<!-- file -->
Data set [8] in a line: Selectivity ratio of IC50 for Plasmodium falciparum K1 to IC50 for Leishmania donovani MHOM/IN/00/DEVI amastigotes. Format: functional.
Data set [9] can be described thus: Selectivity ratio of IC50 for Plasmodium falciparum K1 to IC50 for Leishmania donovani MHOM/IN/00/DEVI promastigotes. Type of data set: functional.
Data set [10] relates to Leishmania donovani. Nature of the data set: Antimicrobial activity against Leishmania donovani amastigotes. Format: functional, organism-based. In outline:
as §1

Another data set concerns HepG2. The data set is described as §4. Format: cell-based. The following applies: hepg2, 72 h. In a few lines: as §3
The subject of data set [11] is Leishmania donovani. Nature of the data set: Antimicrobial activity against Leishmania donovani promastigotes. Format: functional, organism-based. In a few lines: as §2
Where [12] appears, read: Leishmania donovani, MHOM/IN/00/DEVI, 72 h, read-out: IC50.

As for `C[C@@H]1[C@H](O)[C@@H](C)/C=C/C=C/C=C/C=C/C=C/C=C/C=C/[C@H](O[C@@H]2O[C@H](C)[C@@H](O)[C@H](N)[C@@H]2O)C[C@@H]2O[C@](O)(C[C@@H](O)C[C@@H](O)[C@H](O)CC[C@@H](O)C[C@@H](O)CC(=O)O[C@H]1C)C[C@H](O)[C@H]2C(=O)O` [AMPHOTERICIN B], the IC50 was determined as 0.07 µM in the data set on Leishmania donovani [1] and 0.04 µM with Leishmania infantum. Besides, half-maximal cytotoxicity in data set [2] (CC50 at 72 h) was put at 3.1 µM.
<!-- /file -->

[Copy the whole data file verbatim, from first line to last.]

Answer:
Data set [8] in a line: Selectivity ratio of IC50 for Plasmodium falciparum K1 to IC50 for Leishmania donovani MHOM/IN/00/DEVI amastigotes. Format: functional.
Data set [9] can be described thus: Selectivity ratio of IC50 for Plasmodium falciparum K1 to IC50 for Leishmania donovani MHOM/IN/00/DEVI promastigotes. Type of data set: functional.
Data set [10] relates to Leishmania donovani. Nature of the data set: Antimicrobial activity against Leishmania donovani amastigotes. Format: functional, organism-based. In outline:
as §1

Another data set concerns HepG2. The data set is described as §4. Format: cell-based. The following applies: hepg2, 72 h. In a few lines: as §3
The subject of data set [11] is Leishmania donovani. Nature of the data set: Antimicrobial activity against Leishmania donovani promastigotes. Format: functional, organism-based. In a few lines: as §2
Where [12] appears, read: Leishmania donovani, MHOM/IN/00/DEVI, 72 h, read-out: IC50.

As for `C[C@@H]1[C@H](O)[C@@H](C)/C=C/C=C/C=C/C=C/C=C/C=C/C=C/[C@H](O[C@@H]2O[C@H](C)[C@@H](O)[C@H](N)[C@@H]2O)C[C@@H]2O[C@](O)(C[C@@H](O)C[C@@H](O)[C@H](O)CC[C@@H](O)C[C@@H](O)CC(=O)O[C@H]1C)C[C@H](O)[C@H]2C(=O)O` [AMPHOTERICIN B], the IC50 was determined as 0.07 µM in the data set on Leishmania donovani [1] and 0.04 µM with Leishmania infantum. Besides, half-maximal cytotoxicity in data set [2] (CC50 at 72 h) was put at 3.1 µM.